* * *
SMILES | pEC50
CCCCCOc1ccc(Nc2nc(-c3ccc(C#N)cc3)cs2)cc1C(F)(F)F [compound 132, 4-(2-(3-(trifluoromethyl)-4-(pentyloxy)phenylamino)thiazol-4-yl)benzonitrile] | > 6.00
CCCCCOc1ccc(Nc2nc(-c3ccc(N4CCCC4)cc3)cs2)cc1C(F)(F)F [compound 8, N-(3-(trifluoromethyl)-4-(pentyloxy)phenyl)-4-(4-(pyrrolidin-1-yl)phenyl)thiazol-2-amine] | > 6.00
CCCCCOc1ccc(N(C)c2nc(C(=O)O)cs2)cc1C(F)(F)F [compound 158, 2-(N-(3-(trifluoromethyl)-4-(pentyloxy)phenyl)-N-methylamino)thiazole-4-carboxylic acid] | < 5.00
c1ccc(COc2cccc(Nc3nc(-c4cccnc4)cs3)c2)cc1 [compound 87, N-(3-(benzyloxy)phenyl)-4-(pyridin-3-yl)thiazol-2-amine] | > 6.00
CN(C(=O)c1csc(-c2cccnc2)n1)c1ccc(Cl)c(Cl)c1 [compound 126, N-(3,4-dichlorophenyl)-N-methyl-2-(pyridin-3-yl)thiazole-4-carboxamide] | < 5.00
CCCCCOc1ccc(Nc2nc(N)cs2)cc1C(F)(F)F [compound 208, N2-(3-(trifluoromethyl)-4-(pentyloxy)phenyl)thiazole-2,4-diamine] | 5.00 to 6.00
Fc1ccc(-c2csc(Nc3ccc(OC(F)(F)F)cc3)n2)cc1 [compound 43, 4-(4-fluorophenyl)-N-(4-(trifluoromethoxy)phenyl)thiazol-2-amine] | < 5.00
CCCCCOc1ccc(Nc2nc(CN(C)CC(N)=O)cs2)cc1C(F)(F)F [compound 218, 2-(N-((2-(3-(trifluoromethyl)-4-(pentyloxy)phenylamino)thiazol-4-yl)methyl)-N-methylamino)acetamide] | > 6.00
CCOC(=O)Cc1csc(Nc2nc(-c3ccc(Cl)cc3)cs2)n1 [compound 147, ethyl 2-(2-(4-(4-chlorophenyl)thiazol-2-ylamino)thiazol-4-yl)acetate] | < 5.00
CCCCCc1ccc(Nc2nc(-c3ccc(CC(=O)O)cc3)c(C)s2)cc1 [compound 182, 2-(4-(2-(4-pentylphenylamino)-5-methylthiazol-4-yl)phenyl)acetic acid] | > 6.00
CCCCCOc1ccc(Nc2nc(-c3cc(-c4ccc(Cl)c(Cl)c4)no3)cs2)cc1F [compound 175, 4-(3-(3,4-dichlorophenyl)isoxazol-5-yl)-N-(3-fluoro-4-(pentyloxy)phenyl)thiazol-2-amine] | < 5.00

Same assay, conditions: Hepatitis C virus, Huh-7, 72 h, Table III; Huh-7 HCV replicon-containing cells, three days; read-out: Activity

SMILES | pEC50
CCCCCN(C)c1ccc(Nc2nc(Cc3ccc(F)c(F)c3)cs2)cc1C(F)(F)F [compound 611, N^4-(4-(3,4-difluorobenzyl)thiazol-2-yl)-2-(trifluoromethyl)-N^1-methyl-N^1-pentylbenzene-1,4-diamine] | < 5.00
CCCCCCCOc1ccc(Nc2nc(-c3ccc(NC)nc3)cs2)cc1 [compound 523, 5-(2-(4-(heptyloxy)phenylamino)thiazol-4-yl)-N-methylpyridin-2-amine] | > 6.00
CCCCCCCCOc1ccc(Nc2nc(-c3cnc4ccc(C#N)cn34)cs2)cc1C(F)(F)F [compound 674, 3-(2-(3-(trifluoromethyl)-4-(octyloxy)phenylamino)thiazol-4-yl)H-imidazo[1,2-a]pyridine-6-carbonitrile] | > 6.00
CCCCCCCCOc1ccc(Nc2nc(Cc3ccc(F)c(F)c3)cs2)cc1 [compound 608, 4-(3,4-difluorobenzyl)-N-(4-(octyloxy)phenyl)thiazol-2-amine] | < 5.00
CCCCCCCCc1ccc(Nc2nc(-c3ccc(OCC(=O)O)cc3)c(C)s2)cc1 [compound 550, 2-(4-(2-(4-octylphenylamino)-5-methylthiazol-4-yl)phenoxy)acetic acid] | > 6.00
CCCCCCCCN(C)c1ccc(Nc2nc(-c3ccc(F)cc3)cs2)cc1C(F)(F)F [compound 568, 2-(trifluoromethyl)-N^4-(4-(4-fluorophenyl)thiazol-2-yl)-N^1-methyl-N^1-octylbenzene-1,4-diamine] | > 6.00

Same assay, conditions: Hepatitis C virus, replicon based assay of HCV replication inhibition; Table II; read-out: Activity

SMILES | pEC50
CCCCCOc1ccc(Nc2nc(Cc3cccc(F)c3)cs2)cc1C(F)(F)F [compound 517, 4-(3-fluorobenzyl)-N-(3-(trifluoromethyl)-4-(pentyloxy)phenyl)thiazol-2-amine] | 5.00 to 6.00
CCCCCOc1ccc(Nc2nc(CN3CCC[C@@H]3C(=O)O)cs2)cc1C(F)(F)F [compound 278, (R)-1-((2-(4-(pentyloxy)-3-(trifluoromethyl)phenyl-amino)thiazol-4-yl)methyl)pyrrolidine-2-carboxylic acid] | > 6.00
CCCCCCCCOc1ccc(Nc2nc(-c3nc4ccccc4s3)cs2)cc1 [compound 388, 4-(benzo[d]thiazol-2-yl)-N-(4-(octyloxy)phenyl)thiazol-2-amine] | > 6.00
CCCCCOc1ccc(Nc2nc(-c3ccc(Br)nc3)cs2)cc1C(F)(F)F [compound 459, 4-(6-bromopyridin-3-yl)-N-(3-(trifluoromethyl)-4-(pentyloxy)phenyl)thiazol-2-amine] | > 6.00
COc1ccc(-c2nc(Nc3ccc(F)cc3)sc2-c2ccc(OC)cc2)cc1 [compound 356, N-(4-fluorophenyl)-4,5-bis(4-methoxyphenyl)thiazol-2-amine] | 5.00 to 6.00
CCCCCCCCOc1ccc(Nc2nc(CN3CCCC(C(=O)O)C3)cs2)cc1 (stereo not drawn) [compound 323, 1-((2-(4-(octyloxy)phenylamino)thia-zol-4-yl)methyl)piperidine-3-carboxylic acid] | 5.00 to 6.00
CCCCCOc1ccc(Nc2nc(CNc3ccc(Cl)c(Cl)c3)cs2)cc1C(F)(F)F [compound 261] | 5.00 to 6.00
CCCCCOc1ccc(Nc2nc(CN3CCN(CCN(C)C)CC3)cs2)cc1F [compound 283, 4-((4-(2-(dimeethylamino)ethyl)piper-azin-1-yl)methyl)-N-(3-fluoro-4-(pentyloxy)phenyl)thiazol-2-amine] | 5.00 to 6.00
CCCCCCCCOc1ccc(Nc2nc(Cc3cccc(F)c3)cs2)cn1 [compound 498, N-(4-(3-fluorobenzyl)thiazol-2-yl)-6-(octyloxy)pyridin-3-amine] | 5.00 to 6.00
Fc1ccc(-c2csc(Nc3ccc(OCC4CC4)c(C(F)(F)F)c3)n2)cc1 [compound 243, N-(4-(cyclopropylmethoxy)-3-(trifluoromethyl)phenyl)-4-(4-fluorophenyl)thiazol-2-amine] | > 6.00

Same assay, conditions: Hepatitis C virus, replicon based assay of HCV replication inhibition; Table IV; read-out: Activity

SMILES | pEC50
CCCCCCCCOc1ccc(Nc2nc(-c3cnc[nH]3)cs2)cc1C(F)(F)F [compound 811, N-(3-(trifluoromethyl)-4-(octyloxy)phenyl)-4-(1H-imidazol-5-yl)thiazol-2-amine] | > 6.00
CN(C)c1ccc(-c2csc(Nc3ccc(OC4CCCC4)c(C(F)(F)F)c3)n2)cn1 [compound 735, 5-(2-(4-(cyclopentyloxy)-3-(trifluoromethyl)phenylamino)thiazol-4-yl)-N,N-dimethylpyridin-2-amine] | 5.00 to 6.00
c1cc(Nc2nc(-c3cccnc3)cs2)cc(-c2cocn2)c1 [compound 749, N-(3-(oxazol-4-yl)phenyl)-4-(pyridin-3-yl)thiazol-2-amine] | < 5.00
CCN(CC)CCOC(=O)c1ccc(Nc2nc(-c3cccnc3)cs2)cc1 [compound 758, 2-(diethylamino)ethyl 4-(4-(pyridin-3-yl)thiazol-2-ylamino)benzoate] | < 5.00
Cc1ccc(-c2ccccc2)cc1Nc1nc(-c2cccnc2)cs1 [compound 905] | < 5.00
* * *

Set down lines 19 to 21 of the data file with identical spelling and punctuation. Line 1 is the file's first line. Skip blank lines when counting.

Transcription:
CCCCCCCCc1ccc(Nc2nc(-c3ccc(OCC(=O)O)cc3)c(C)s2)cc1 [compound 550, 2-(4-(2-(4-octylphenylamino)-5-methylthiazol-4-yl)phenoxy)acetic acid] | > 6.00
CCCCCCCCN(C)c1ccc(Nc2nc(-c3ccc(F)cc3)cs2)cc1C(F)(F)F [compound 568, 2-(trifluoromethyl)-N^4-(4-(4-fluorophenyl)thiazol-2-yl)-N^1-methyl-N^1-octylbenzene-1,4-diamine] | > 6.00

Same assay, conditions: Hepatitis C virus, replicon based assay of HCV replication inhibition; Table II; read-out: Activity